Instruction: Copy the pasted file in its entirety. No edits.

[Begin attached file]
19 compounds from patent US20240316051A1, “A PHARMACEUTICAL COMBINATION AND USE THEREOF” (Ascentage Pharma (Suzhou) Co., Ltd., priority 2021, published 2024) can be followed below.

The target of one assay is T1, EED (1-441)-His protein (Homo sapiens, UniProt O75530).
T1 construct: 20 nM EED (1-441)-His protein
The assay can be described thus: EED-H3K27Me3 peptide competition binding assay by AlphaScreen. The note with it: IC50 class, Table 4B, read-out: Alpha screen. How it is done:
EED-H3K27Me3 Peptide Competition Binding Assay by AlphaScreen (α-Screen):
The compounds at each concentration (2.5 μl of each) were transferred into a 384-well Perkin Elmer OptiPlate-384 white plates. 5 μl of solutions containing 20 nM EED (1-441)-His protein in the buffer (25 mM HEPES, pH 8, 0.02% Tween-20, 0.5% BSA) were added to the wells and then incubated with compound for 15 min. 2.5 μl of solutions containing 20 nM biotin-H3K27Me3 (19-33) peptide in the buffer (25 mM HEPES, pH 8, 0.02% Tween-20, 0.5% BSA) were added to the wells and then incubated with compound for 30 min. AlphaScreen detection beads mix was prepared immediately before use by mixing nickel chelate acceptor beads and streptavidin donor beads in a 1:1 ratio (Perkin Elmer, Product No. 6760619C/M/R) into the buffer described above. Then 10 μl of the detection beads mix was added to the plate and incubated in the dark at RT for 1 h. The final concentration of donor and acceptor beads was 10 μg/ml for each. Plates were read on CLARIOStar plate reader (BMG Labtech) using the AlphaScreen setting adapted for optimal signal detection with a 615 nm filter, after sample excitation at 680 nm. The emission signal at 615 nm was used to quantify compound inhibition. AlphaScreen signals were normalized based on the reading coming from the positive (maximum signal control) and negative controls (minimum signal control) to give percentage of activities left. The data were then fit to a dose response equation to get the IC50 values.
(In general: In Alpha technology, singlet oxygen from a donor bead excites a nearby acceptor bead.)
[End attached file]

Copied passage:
19 compounds from patent US20240316051A1, “A PHARMACEUTICAL COMBINATION AND USE THEREOF” (Ascentage Pharma (Suzhou) Co., Ltd., priority 2021, published 2024) can be followed below.

The target of one assay is T1, EED (1-441)-His protein (Homo sapiens, UniProt O75530).
T1 construct: 20 nM EED (1-441)-His protein
The assay can be described thus: EED-H3K27Me3 peptide competition binding assay by AlphaScreen. The note with it: IC50 class, Table 4B, read-out: Alpha screen. How it is done:
EED-H3K27Me3 Peptide Competition Binding Assay by AlphaScreen (α-Screen):
The compounds at each concentration (2.5 μl of each) were transferred into a 384-well Perkin Elmer OptiPlate-384 white plates. 5 μl of solutions containing 20 nM EED (1-441)-His protein in the buffer (25 mM HEPES, pH 8, 0.02% Tween-20, 0.5% BSA) were added to the wells and then incubated with compound for 15 min. 2.5 μl of solutions containing 20 nM biotin-H3K27Me3 (19-33) peptide in the buffer (25 mM HEPES, pH 8, 0.02% Tween-20, 0.5% BSA) were added to the wells and then incubated with compound for 30 min. AlphaScreen detection beads mix was prepared immediately before use by mixing nickel chelate acceptor beads and streptavidin donor beads in a 1:1 ratio (Perkin Elmer, Product No. 6760619C/M/R) into the buffer described above. Then 10 μl of the detection beads mix was added to the plate and incubated in the dark at RT for 1 h. The final concentration of donor and acceptor beads was 10 μg/ml for each. Plates were read on CLARIOStar plate reader (BMG Labtech) using the AlphaScreen setting adapted for optimal signal detection with a 615 nm filter, after sample excitation at 680 nm. The emission signal at 615 nm was used to quantify compound inhibition. AlphaScreen signals were normalized based on the reading coming from the positive (maximum signal control) and negative controls (minimum signal control) to give percentage of activities left. The data were then fit to a dose response equation to get the IC50 values.
(In general: In Alpha technology, singlet oxygen from a donor bead excites a nearby acceptor bead.)